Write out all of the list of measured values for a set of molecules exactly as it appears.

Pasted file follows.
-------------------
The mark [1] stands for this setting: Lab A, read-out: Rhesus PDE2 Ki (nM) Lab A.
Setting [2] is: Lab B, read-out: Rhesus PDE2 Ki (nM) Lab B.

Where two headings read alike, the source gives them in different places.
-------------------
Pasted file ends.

The mark [1] stands for this setting: Lab A, read-out: Rhesus PDE2 Ki (nM) Lab A.
Setting [2] is: Lab B, read-out: Rhesus PDE2 Ki (nM) Lab B.

Where two headings read alike, the source gives them in different places.